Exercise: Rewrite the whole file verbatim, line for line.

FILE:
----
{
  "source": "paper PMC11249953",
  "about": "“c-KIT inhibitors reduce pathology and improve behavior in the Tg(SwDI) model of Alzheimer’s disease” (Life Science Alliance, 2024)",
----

{
  "source": "paper PMC11249953",
  "about": "“c-KIT inhibitors reduce pathology and improve behavior in the Tg(SwDI) model of Alzheimer’s disease” (Life Science Alliance, 2024)",